KARACHI: Former Pakistan pacer Shoaib Akhtar has described his one-time new ball partner Mohammad Sami as a “mentally weak” bowler who is not adept at handling pressure.
“Sami is a mentally weak athlete and he can’t take pressure,” Shoaib said in a TV interview on Sunday.
“Efforts were made to make Sami into ‘Karachi Express’ and he was constantly told that I was his competition for a place in the team,” recalled Shoaib.
“I played a lot with Sami and my observation is he tried to compete hard and lost discipline in bowling. When we bowled together we could put a lot of pressure on the batsmen and in such circumstances he bowled well,” Shoaib said.
The former pacer believed that luck also plays a big role in any cricketer’s career and Sami didn’t have much going for him.
“Sami was also an unlucky bowler as many times straight forward catches were dropped off his bowling while in some instances umpires didn’t give decisions in his favour,” he added.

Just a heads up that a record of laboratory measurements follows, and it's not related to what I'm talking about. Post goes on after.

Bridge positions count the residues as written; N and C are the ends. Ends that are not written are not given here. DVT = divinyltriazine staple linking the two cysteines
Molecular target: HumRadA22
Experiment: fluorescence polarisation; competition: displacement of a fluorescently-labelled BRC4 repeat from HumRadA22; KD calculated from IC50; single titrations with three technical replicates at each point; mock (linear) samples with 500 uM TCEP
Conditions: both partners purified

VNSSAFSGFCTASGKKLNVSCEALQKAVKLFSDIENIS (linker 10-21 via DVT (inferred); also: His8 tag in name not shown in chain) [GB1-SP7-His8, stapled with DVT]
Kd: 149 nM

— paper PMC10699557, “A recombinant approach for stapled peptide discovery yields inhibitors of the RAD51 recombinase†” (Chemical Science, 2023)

The national selectors and the team management have come under criticism for retaining Sami in the T20 squad announced for the coming Australia series and the World T20 after he failed to make an impact on the Sri Lanka tour.
Sami’s selection was a debatable one, with critics pointing to his abysmal Test record of 85 wickets in 36 matches at an average of 56.
However, his performances in ODIs and T20 matches is better as he has captured 121 wickets in 85 matches at an average of 28 and 10 wickets at 14 in five T20 games.
Pakistan’s former captain Waqar Younis also recently criticised the performance of Sami in Sri Lanka, urging the selectors to go for young blood and to repose more confidence in someone like Junaid Khan.
But the selectors didn’t pick Junaid in the T20 squad with chief selector Iqbal Qasim making it clear that captain Mohammad Hafeez and coach Dav Whatmore had preferred to have the experienced Sami instead of the young Swabi pacer.
“Sami has failed to learn from his past experiences and despite making numerous comebacks, he is still a very expensive bowler,” Waqar said.—Agencies